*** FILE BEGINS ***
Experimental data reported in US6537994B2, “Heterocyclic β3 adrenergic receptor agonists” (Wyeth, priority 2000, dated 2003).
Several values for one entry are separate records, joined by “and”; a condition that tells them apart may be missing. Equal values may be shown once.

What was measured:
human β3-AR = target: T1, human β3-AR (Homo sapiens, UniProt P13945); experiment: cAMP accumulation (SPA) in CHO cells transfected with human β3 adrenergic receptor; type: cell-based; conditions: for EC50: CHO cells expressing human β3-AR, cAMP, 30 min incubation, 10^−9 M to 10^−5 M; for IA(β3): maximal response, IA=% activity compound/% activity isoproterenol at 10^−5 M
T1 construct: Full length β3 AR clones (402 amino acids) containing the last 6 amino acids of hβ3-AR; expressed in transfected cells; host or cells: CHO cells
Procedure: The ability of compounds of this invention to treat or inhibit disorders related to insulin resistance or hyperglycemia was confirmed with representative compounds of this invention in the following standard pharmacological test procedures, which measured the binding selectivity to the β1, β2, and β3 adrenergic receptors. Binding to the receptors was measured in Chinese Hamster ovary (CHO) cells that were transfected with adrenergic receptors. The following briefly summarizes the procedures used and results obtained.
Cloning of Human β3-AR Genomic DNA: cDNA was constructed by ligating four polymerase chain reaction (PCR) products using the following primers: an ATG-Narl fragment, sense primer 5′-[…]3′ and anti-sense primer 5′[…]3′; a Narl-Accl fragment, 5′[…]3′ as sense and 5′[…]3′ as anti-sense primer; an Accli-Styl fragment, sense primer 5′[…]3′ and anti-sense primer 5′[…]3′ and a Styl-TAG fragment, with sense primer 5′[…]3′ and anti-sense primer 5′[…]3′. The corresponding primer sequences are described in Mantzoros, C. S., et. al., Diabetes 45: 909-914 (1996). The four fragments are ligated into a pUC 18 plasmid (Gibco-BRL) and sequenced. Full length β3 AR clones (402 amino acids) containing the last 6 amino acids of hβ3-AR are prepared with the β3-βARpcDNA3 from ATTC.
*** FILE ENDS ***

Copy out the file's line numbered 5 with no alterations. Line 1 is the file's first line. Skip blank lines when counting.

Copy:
T1 construct: Full length β3 AR clones (402 amino acids) containing the last 6 amino acids of hβ3-AR; expressed in transfected cells; host or cells: CHO cells